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Young quartets carry on Southern gospel tradition

NASHVILLE, Tenn. (BP)–Legendary Southern gospel music groups such as the Statesmen and the Cathedrals may no longer be around, but their legacy is. Young quartets such as CrossWay and N’Harmony are gaining in popularity — with both the traditional gospel music crowd and new fans.

“This is one of the fastest-growing genres of music,” said Casey Cappleman, CrossWay Quartet’s tenor. “There’s so many young groups coming into gospel music recently, and that’s great because it shows we are keeping gospel music going.”

CrossWay, a quartet of men in their 20s from Mississippi, saw their first radio single land on the Singing News Top 80 chart of gospel songs this year. “I Won’t Look at the Lions” rose to No. 42 on the magazine’s chart this fall, and their latest release, “Live Right, Die Right,” already is getting airplay across the nation.

With their first CD on the Spring Hill label, “No Distractions,” this quartet is well on its way to establishing itself in the industry. CrossWay was nominated for Horizon Group of the Year at the 2001 Singing News Fan Awards in September during the National Quartet Convention in Louisville, Ky. The Horizon award is given each year to the fans’ favorite new gospel group.

Cappleman, 24, said the quartet was excited to have been nominated and to be at the quartet convention with such established groups as Gold City. “Gold City influenced me to want to sing Southern gospel music,” he said. “We try to pattern ourselves after groups like Gold City and the Cathedrals, who were classy gentlemen on stage and off. Now we sing with Gold City on stage sometimes, and it’s awesome to become friends with people I have looked up to.

“The groups who have been around longer have been nothing but encouraging to us,” he added.

Cappleman, a member of Springdale Baptist Church in Ripley, Miss., noted that even in the three years since CrossWay’s founding, more and more young people are attending gospel concerts. “At a recent concert, I saw four young guys in their early teens sitting on the front row and watching the whole concert without moving. It’s awesome to see a younger generation getting involved with Southern gospel music.”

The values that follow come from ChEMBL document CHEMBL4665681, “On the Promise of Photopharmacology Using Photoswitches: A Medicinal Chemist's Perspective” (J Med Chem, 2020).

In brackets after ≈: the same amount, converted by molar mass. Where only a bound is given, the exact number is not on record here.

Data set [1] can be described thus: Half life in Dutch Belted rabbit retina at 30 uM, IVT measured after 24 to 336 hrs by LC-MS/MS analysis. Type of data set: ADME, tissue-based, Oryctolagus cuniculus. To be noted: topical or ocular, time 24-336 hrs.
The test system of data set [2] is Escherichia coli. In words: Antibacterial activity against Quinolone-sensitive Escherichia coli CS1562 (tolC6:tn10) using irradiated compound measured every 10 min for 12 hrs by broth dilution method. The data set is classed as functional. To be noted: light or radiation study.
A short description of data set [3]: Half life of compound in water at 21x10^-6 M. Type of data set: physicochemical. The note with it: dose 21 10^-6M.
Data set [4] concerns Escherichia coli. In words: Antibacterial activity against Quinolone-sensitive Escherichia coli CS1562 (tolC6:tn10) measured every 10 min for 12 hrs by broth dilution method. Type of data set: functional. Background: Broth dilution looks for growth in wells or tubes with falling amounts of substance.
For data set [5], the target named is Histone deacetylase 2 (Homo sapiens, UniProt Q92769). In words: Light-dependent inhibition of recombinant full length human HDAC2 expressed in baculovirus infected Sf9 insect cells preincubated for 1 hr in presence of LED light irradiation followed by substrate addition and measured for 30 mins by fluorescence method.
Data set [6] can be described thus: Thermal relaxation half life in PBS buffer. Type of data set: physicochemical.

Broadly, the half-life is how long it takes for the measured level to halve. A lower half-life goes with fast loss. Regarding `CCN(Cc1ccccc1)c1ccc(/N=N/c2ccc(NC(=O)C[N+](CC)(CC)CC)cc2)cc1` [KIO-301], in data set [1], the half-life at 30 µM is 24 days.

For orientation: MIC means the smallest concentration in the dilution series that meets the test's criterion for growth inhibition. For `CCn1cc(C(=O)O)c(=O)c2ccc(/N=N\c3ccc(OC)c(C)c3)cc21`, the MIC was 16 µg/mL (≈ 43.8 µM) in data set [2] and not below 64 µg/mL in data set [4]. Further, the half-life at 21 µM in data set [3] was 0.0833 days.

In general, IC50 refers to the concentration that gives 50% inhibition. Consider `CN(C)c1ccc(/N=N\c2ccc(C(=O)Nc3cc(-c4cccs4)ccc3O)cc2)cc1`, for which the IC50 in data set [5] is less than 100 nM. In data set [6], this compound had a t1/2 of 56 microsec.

Bass singer Chris Weaver, 23, a member of County Line Baptist Church in Walnut, Miss., said the key word for CrossWay’s style is variety. “Our ages give us an open door for reaching youth, and we have plenty of songs for the older crowd who remember the Statesmen and Cathedrals. Anybody from 6 to 60 can enjoy our songs.”

But Cappelman admits there was a time when both he and baritone Paul Smith, a member of Walnut (Miss.) Baptist Church, thought Southern gospel was “old people” music. “After our salvation experiences, the messages in the songs began to mean more to us,” Cappleman said. “That’s the strongest point of Southern gospel music — it’s clear-cut. Now, I don’t think any of us would disagree that it’s the greatest music in the world.”

CrossWay’s lead singer and only married member is Marty Hurt, 26, a member of Mountain View Baptist Church in Ripley, Miss. All the men have moved to Nashville, where they now attend a Wednesday men’s Bible study at Judson Baptist Church because they usually are on the road on weekends.

“We hope we can sing together forever,” Cappleman said. “We’re just a bunch of common guys who made a commitment to God and to each other. We’d like to stay out on the road all the time, but we’ve got to get Marty back home because he misses his wife,” Cappleman teased.

Another quartet of men in their 20s also is gaining popularity with Southern gospel music fans. Just since becoming a fulltime quartet in 1996, N’Harmony has sung at the National Quartet Convention in Louisville, Ky., and toured in Ireland. They also have had two Top 10 songs in the past year from their most recent CD, “Out of the Blue” (Homeland) and another release, “The Devil Tried His Best” currently stands at No. 26 on the Singing News Top 80 chart.

Lead singer Shane Dunlap and his father, Steve Dunlap, founded the group in 1992. But by 1999, the father-son-anchored quartet was left with only the son at the helm after Steve died of cancer.

“It was very hard when Dad passed away,” Shane said. “I thought about closing down the ministry and doing something else. But God let me persevere, and we have become who we are today.”

In addition to Shane, N’Harmony includes Kevin Waters, bass, of Rogersville, Mo.; Craig O’Dell, baritone, of Corpus Christi, Texas; and Chris Cooper, tenor, of Tuscaloosa, Ala. They all now live in the Nashville area where they are working on a new a cappella recording.

“Our goal is to touch older and younger people alike with our music,” Shane said. “We’re Southern gospel, be we feel like if we can reach a young person with a particular song and an older one with a different song — mix them together and give one good concert and one good CD — then we have done what we need to do. That’s the same if we’re in our 20s or in our 40s; that’s still what we want to do.”

Music from both CrossWay and N’Harmony is available in Christian bookstores nationwide. For bookings, call the Harper Agency at (615) 851-4500 or email [email protected].
(BP) photos posted in the BP Photo Library at http://www.bpnews.net. Photo titles: CROSSWAY and N’HARMONY.

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  • Stacey Hamby